In many large towns and cities finding an affordable flat is a major problem. Rome is no exception. While there are many people who do not succeed in finding housing, there exist, at the same time, many empty apartments and there are many public buildings that are abandoned and unused.
In a lot of places squatters have had a bad reputation, and not without reason. Stories of "hippies" barricading themselves into buildings, causing problems in and degrading the neighbourhood, and leaving buildings in worse condition than they found them are frequent.
However, some squatters in Rome have a different, more constructive, mentality.
The cooperative Il Corallo currently occupies a building in Rome in Via San Tommaso d'Aquino. This was the site of an SCI workcamp in October 96.
The building in S. Tommaso is a six story block, owned by the regional administration, that used to be government offices and has been abandoned for over twenty years. The cooperative has occupied the building since November 95 and is in the process of restructuring and repairing the building to make it properly habitable.
The building has been divided into 23 flats and features rooms for social and community purposes in the basement. The occupants, which include young and old and range from students to skilled professionals, are putting their own money and labour into the rebuilding project. Cost efficient and environmentally conscious building techniques are an additional aim of the cooperative.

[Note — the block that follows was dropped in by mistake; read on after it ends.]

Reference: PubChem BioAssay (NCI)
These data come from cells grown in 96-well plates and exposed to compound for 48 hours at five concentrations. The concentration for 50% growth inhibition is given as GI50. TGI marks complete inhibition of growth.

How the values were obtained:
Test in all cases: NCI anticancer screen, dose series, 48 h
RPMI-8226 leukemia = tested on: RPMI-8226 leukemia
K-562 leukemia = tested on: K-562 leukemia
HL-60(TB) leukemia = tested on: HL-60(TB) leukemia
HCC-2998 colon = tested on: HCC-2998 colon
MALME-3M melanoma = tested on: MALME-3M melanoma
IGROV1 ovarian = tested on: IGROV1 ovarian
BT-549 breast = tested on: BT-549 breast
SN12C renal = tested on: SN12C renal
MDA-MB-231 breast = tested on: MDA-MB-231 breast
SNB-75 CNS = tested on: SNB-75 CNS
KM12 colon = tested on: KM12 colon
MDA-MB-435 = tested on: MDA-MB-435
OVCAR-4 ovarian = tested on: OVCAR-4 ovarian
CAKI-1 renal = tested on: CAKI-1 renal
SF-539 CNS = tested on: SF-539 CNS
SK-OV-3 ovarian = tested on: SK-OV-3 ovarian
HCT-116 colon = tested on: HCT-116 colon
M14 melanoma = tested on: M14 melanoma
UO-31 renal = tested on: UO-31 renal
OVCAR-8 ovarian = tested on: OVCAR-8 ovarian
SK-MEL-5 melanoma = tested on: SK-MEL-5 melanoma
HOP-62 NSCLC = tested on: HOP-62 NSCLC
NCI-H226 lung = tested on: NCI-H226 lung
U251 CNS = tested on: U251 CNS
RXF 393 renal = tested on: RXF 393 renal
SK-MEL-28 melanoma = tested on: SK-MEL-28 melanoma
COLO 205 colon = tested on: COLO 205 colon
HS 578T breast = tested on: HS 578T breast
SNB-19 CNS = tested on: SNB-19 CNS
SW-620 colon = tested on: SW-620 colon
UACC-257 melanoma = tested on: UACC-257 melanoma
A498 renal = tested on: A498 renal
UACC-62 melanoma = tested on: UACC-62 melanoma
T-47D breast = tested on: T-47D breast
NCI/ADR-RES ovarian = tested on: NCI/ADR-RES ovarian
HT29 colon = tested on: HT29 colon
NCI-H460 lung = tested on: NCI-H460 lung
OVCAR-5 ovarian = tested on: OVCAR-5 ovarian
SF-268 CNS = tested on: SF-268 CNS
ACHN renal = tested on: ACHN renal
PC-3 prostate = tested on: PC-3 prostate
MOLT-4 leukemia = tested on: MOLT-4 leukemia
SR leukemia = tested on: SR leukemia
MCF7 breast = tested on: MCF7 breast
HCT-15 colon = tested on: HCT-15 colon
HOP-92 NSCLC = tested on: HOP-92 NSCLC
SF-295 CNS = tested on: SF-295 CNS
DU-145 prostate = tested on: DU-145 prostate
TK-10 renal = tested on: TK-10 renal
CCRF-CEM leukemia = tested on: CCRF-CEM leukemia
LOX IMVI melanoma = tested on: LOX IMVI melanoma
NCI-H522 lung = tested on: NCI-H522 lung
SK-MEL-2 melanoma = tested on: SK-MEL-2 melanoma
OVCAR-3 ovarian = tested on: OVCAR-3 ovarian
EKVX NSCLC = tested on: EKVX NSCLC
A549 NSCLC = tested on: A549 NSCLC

The cooperative is also trying to come to an agreement with the owners of the building, the regional government, over its future. The region seems to acknowledge that this self-help approach is a possible solution to the housing problem in Rome, evidenced by the fact that the occasional visit from the authorities concentrates on checking that improvements are really happening, and that the cooperative has been invited to give presentations to the administration.
Additionally, the work of the cooperative has been documented in detail over 23 pages in a book on public residential housing compiled by the region's assessor of urban development and housing and published by the regional government. (La Sperimentazione nell'Edilizia Residenziale Pubblica Sovvenzionata, Assessorato Urbanistica e Casa, Regione Lazio, via del Giorgione, 129/163 - 00147 Roma. ISBN 88.7722.516.5)
Rome also features about 30 Social Centres. These are other abandoned buildings that have been occupied and turned into affordable meeting places for the average citizen in expensive, tourist filled, Rome. They include old schools, factories, theatres, and even a fort. These social centres organise and run concerts, discos, plays and other theatrical acts, dance classes for all ages, and other events, as well as being venues for general social gatherings.